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Thread: Tropical sundew seeds

  1. #1

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    Can tropical sundew seeds be stored in the refrigerator along with temperate species, until ready to be planted? Or should they be left at room temperature?

    I will be planting the seeds this coming spring once the weather has warmed, and then grow the plants indoors during successive winters. I do not want to start the plants indoors, however, because I would like to give them the good start outside.

    Another possible alternative would be to grow the tropical species as annuals and collect the seeds each year to plant the next spring.

    The real question is how to store the seeds over the winter: refrigerator or room temperature?

    Thanks,
    Patrick Triggs
    Newnan (Atlanta), GA
    - what do you do when your bog is full? you build another. and another. and another. then you buy some pots. and some more. and some more. and some more. then you wonder how much it would cost to rework the hydrology in your yard to place your house on an island. -

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    flytrap59's Avatar
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    Hi Patrick, I can't answer your question about winter storage for drosera tropical seeds since I've never attempted it. However, I have grown "zillions" of them at various times of the year. For instance, last november I carelessly placed a cut capensis stalk on top of an open terrarium of adelae...this terrarium receives no direct sunlight whatsoever (in fact, it sits on a sunless north facing windowsill) and hundreds of healthy capes sprouted within a few months. I've successfully grown healthy capes from seed in both outdoor summer conditions and indoor winter conditions under grow lights and areas with low light. If it's capes you're growing I'd plant them anytime.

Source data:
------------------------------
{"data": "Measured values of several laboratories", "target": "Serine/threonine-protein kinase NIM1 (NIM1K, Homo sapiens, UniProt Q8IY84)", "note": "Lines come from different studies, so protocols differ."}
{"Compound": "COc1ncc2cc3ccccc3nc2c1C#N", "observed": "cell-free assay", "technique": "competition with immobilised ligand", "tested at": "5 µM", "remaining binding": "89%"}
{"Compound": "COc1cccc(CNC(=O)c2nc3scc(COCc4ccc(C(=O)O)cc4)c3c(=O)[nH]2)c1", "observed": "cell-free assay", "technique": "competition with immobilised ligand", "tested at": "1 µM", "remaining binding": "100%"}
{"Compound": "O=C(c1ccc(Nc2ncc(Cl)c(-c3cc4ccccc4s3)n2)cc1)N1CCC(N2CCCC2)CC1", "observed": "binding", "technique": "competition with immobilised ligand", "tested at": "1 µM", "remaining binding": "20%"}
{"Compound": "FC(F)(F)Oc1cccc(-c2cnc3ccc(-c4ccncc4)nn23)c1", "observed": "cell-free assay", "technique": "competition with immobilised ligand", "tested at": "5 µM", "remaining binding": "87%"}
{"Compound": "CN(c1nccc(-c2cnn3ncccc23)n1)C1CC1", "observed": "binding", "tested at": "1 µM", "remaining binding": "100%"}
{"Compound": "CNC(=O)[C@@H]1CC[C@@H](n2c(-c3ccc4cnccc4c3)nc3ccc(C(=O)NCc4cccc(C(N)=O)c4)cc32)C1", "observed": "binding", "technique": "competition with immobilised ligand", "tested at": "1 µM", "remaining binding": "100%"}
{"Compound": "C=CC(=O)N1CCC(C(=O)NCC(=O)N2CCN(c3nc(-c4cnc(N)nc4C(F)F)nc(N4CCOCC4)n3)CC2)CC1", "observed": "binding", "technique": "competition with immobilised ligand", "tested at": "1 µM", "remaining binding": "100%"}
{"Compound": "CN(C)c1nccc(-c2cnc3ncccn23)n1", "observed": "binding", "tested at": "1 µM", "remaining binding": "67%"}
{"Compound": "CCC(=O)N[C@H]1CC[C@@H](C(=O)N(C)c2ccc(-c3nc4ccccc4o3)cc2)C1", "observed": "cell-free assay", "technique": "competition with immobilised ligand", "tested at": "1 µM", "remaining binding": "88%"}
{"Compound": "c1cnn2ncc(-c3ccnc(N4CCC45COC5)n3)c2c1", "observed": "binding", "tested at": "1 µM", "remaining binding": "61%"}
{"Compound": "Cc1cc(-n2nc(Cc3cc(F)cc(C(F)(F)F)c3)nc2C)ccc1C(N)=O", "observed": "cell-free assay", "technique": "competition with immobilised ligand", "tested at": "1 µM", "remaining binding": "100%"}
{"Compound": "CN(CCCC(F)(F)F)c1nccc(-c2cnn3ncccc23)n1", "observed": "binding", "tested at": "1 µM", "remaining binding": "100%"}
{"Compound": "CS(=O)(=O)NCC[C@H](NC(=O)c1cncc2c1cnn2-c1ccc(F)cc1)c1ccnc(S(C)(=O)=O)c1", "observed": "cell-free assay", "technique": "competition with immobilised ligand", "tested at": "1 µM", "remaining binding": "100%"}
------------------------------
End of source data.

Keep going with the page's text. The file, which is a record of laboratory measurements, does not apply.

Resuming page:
Professor Carrington..\"We owe it to science to stand here and
    die rather than destroy a source of
    wisdom\".

  3. #3
    Tropical Fish Enthusiast jimscott's Avatar
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    Here's a theory: If it is tropical; that is, a plant that has only one or two seasons, it probably doesn't need cold stratification. Therefore, I would expect that type to need sowing quickly. In contrast, plants that are temperate, that see 4 seasons, also see cold conditions ands have adapted to a natural cold stratification.

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    Moderator Joseph Clemens's Avatar
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    I've had some success storing Byblis liniflora, Drosera burmannii and Drosera indica in small plastic vials. The vials I use are 2 inches (5 cm) tall and 9/16 inches (1.5 cm) in diameter. They are translucent polyethylene and have milk white, screw on plastic caps. They are air and water tight. I place the cleaned and dried seed on the bottom of the vial, next I insert a plug of cotton and above that a gel cap of desiccant, and then I cap it, label it and store it in the refrigerator. Seed of the three species mentioned earlier were harvested in June of 1988. After about 16 years they still show a germination rate of 98% or better. Some have commented that this may be overkill. They may be correct, but if it works, why change it? I'd rather over than under when it comes to preserving CP seed.
    Joseph Clemens
    Tucson, Arizona, U S A

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